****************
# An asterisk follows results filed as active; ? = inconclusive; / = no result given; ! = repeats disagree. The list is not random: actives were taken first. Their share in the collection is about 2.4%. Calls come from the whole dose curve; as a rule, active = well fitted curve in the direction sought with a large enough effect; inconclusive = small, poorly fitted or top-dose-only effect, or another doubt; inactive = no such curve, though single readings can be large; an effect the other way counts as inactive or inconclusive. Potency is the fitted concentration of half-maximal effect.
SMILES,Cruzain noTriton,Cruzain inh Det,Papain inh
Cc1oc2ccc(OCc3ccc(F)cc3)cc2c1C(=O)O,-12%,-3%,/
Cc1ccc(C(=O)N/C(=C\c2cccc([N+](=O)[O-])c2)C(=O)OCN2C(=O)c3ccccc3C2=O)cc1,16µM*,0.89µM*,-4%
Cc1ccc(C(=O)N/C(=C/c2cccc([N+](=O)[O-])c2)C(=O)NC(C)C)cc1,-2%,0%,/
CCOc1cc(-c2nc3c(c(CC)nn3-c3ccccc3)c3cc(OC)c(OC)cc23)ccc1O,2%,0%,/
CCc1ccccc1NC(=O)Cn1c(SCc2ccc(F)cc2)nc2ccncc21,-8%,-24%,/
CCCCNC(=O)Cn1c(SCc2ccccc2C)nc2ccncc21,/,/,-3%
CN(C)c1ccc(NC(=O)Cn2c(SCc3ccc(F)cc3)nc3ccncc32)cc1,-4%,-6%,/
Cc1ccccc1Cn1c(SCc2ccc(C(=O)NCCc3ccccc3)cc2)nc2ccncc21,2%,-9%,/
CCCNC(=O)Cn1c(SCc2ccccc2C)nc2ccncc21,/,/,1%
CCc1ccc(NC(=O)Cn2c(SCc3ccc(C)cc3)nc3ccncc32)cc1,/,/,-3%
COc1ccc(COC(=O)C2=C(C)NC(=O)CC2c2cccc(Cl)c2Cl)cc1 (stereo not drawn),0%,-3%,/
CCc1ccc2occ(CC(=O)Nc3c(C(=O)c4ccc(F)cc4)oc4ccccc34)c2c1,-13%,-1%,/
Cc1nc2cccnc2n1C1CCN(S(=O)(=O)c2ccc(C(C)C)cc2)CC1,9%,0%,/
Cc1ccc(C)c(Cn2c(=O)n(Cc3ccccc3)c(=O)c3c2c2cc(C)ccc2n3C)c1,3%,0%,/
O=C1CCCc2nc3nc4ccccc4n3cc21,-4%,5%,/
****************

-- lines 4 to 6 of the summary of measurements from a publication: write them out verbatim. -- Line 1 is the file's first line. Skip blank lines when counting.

Cc1ccc(C(=O)N/C(=C\c2cccc([N+](=O)[O-])c2)C(=O)OCN2C(=O)c3ccccc3C2=O)cc1,16µM*,0.89µM*,-4%
Cc1ccc(C(=O)N/C(=C/c2cccc([N+](=O)[O-])c2)C(=O)NC(C)C)cc1,-2%,0%,/
CCOc1cc(-c2nc3c(c(CC)nn3-c3ccccc3)c3cc(OC)c(OC)cc23)ccc1O,2%,0%,/